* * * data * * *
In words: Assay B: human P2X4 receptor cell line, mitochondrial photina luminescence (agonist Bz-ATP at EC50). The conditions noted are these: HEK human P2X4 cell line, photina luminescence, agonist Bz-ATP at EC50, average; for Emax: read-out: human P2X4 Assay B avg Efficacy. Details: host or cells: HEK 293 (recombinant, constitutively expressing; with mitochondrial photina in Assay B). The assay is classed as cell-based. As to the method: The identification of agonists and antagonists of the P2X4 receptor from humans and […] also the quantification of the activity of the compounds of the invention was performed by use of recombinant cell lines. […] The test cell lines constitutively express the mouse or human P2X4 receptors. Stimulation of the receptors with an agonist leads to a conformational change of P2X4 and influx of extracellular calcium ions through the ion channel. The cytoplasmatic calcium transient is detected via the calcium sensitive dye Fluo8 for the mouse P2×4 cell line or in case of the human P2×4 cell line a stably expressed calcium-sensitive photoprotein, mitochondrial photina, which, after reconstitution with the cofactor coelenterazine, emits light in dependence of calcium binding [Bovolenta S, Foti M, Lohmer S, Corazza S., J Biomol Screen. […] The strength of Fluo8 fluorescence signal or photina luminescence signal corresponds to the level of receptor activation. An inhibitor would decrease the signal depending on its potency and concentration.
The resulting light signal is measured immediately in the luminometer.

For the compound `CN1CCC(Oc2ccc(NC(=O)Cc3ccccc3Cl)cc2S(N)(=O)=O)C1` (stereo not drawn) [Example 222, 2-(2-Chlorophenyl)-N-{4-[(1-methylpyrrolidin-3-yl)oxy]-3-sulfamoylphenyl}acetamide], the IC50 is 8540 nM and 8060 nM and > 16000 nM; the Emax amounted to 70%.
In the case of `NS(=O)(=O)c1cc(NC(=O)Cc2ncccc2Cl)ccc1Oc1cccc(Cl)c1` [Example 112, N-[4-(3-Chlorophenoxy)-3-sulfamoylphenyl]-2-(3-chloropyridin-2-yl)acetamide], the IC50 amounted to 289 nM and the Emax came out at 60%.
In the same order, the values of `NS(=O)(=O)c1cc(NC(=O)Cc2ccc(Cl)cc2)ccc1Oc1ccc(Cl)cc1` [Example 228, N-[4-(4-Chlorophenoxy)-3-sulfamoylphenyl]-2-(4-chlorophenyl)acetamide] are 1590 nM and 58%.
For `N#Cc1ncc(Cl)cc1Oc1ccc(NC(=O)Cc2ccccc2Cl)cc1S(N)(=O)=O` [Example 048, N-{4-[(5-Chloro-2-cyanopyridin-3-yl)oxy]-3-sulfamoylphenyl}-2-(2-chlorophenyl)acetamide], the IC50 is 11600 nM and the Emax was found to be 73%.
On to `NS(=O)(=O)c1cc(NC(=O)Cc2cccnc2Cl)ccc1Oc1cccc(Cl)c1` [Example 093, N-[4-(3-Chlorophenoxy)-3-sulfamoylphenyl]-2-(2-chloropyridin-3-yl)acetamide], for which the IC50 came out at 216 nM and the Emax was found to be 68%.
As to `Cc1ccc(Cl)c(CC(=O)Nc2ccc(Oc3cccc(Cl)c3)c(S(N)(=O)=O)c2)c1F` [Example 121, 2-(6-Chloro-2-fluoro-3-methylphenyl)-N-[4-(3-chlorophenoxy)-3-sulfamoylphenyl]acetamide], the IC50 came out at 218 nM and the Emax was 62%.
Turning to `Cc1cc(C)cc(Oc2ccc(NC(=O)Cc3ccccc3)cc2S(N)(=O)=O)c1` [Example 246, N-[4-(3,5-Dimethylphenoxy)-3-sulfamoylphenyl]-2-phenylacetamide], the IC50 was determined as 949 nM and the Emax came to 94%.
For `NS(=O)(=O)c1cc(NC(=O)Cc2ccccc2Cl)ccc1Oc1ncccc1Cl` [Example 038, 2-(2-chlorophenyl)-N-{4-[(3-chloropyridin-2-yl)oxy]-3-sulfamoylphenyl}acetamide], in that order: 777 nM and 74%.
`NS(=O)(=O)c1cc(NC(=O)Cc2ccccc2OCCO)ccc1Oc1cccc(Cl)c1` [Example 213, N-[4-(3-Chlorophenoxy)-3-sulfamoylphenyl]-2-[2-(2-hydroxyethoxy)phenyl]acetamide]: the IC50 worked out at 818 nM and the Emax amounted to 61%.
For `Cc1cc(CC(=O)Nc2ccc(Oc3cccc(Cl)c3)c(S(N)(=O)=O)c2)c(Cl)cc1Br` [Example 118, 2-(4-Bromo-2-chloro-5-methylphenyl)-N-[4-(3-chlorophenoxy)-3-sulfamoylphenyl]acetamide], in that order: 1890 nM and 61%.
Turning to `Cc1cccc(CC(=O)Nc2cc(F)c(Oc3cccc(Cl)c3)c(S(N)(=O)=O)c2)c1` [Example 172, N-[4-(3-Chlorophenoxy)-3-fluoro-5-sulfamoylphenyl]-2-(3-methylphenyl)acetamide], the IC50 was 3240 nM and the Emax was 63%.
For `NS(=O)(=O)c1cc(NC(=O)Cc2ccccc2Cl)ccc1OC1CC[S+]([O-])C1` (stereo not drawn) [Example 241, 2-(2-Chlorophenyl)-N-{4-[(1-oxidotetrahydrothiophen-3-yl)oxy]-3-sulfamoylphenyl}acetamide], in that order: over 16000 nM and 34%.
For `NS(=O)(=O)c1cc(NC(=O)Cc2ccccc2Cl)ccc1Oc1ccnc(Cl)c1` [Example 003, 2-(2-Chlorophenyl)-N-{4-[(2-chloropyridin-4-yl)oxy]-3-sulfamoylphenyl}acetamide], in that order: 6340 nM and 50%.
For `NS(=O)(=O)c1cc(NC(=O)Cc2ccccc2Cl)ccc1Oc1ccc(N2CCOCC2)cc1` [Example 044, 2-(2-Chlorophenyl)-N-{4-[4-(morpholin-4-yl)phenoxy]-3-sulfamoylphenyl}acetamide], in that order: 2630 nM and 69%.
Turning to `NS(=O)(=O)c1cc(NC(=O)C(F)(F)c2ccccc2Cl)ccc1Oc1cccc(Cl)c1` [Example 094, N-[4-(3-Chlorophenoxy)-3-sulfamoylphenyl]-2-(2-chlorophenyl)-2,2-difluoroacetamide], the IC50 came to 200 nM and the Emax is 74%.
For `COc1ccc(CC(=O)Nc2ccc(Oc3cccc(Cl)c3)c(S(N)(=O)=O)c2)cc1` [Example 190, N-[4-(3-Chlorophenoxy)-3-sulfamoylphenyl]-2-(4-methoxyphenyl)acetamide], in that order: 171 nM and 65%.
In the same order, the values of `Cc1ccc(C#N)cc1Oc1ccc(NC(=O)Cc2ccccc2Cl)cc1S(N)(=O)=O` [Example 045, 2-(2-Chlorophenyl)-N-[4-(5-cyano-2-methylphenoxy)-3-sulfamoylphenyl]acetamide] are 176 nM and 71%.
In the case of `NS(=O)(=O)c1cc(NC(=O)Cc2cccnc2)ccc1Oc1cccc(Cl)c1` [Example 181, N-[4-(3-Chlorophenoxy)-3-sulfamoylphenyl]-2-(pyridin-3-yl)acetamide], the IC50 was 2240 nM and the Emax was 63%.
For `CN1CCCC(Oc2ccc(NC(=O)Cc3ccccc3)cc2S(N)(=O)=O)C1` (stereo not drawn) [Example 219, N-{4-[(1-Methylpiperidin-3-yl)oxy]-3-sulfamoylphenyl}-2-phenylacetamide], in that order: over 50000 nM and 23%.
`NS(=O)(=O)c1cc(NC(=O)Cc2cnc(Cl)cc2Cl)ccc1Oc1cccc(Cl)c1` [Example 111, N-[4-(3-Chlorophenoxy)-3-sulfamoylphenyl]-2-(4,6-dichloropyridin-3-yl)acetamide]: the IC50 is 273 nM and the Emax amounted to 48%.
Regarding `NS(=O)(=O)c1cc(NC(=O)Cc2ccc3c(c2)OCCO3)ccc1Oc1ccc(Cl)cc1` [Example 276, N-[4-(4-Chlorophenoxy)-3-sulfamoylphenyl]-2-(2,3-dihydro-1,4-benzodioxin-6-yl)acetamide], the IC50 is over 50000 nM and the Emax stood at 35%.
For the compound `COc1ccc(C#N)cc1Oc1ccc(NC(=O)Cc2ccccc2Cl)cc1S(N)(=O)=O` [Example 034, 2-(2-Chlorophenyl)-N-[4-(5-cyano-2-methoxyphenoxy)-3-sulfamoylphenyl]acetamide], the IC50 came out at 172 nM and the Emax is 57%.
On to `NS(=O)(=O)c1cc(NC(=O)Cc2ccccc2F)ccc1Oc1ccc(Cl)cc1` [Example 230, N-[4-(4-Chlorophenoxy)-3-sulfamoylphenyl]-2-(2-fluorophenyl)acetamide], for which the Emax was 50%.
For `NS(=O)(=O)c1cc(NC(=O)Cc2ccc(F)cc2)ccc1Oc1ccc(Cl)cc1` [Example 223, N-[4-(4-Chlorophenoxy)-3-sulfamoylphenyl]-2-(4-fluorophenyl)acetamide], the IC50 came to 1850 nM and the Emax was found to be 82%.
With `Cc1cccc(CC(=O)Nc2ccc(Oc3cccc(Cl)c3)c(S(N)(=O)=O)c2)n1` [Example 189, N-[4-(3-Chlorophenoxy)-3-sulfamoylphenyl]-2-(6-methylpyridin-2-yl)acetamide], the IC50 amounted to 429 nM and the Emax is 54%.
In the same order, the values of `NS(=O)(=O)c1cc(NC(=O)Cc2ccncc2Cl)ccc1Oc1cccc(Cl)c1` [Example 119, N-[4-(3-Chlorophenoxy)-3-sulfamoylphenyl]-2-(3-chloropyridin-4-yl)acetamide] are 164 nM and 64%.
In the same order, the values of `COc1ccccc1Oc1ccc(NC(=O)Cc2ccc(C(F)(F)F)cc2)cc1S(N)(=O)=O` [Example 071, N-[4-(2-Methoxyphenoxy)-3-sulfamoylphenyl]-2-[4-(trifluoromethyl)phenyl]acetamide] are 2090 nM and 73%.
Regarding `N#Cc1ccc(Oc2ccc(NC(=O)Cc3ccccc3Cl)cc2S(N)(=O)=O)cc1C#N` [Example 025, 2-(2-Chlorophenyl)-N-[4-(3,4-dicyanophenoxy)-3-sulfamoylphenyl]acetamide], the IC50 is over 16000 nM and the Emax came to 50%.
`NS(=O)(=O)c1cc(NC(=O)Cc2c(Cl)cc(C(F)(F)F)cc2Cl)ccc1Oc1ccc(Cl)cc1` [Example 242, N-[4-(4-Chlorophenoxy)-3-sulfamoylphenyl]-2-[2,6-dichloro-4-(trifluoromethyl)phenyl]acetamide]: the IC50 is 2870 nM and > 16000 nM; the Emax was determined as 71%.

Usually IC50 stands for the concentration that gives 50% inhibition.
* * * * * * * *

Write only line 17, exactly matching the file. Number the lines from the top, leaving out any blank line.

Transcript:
Turning to `NS(=O)(=O)c1cc(NC(=O)C(F)(F)c2ccccc2Cl)ccc1Oc1cccc(Cl)c1` [Example 094, N-[4-(3-Chlorophenoxy)-3-sulfamoylphenyl]-2-(2-chlorophenyl)-2,2-difluoroacetamide], the IC50 came to 200 nM and the Emax is 74%.